But select capable men from all the people–men who fear God, trustworthy men who hate dishonest gain–and appoint them as officials over thousands, hundreds, fifties and tens.
To fear the LORD is to hate evil; I hate pride and arrogance, evil behavior and perverse speech.
The greedy bring ruin to their households, but the one who hates bribes will live.
Ephesians 6:12Good News Translation (GNT)
could it be it is not if we are “honest” but How…. that defines which inner wolf we are feeding?
is it that Life is “honesty”? meaning to live or be alive is only because some part of you is “honest”?
For life is more than food, and the body more than clothes.
Pray for us. We are sure that we have a clear conscience and desire to live honorably in every way.
Jesus answered, “It is written: ‘Man shall not live on bread alone, but on every word that comes from the mouth of God.'”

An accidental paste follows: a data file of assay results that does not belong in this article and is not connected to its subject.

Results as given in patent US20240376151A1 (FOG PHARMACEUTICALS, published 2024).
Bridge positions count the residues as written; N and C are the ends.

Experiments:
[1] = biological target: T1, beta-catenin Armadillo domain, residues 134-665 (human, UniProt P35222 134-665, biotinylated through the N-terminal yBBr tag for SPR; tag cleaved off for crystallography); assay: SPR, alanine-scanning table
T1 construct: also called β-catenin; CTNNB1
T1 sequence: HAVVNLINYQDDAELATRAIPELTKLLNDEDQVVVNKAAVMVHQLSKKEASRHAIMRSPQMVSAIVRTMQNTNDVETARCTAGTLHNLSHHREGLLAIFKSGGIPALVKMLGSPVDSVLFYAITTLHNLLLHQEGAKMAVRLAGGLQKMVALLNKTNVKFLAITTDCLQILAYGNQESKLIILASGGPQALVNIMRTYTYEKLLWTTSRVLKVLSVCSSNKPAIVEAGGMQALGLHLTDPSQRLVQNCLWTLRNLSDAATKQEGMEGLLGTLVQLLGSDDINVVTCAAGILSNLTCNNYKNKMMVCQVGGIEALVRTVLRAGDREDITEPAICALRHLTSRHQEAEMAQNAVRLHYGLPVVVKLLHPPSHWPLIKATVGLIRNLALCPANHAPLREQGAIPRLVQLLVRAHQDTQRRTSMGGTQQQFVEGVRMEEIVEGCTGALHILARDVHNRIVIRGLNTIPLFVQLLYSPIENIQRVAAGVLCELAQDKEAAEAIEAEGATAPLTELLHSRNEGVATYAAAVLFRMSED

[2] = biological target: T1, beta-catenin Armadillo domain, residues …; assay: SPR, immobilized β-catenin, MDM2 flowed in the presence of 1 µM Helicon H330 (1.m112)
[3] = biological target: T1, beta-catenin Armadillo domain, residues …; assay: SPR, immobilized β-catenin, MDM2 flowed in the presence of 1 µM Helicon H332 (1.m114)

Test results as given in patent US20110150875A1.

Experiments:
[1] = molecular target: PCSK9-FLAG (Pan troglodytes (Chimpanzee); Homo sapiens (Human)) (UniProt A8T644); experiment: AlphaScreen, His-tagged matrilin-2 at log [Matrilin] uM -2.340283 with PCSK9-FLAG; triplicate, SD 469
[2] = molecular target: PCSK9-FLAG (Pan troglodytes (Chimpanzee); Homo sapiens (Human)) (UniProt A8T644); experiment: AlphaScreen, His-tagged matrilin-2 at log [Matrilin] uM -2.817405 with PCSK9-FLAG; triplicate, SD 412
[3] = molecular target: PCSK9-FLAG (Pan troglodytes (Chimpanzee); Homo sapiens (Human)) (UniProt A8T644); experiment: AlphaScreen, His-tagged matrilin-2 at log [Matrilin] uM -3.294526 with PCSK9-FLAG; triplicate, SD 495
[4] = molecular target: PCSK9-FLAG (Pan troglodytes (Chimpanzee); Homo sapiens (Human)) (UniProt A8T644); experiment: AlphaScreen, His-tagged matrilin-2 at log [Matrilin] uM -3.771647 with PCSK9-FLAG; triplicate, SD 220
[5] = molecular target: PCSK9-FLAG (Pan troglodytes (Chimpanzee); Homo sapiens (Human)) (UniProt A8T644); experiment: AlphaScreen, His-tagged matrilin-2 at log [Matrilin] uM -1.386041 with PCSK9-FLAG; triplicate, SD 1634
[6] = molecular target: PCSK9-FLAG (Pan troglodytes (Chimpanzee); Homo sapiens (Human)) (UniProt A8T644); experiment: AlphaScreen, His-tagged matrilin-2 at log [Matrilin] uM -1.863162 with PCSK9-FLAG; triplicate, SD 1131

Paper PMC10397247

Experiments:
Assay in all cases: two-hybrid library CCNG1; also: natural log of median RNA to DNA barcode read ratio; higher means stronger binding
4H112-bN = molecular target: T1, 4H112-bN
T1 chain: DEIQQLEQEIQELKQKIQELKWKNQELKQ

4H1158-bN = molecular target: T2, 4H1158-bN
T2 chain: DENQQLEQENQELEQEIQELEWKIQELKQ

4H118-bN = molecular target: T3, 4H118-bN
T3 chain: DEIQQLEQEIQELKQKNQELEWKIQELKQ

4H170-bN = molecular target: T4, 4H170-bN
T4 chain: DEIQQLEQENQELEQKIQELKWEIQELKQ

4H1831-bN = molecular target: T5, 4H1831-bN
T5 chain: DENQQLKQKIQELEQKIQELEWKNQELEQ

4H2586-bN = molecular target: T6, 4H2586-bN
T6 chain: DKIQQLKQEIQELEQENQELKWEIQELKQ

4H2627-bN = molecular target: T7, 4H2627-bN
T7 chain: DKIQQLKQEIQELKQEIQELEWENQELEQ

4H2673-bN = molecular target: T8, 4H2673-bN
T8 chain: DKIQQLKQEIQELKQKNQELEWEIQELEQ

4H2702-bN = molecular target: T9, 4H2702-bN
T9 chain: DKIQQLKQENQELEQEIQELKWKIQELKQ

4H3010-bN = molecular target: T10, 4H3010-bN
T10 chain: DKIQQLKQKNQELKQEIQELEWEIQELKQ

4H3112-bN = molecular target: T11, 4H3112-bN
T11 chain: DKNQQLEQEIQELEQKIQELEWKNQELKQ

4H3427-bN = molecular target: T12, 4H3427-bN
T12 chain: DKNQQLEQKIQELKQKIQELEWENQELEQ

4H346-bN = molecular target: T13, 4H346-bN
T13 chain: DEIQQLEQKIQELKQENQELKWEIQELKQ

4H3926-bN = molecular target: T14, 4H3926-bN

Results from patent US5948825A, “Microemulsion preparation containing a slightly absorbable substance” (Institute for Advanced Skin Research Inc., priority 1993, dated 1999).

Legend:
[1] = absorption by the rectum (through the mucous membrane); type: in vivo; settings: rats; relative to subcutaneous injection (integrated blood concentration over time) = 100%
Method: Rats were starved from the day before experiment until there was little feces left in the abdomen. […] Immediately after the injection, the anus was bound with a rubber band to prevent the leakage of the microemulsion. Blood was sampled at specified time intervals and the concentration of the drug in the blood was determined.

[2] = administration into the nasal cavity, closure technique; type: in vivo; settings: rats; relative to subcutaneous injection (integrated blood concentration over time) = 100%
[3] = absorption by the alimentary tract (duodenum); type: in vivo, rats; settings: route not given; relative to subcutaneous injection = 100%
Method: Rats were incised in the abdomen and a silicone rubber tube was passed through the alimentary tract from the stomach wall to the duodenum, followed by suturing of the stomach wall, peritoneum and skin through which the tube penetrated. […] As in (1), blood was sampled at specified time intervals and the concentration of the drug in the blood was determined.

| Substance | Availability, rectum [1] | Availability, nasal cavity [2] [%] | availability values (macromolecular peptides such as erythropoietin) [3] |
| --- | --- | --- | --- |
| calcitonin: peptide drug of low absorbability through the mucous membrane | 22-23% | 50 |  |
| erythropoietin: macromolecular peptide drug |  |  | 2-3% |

are wars about How we are honest?
Make every effort to keep the unity of the Spirit through the bond of peace.
Truth is harder than a lie
The dark seems safer than the light
And everyone has a heart that loves to hide
I’m a mess and so are you
We’ve built walls nobody can get through
Yeah, it may be hard, but the best thing we could ever do, ever do
Bring your brokenness, and I’ll bring mine
‘Cause love can heal what hurt divides
And mercy’s waiting on the other side
If we’re honest
If we’re honest
Don’t pretend to be something that you’re not
Living life afraid of getting caught
There is freedom found when we lay
our secrets down at the cross, at the cross
It would change our lives
It would set us free
It’s what we need to be
is dishonest gain about being cruel…harsh… punishing and scoffing at each other?
does our entightlements in societies orders and class also with property or quasi civil or human rights give us a false sense of “freedom and liberty” to scoff others in critisim and perverse speech?
speak to someone or about something in a scornfully derisive or mocking way.“department officials scoffed at the allegations”
Question: “What does the Bible say about scoffers?”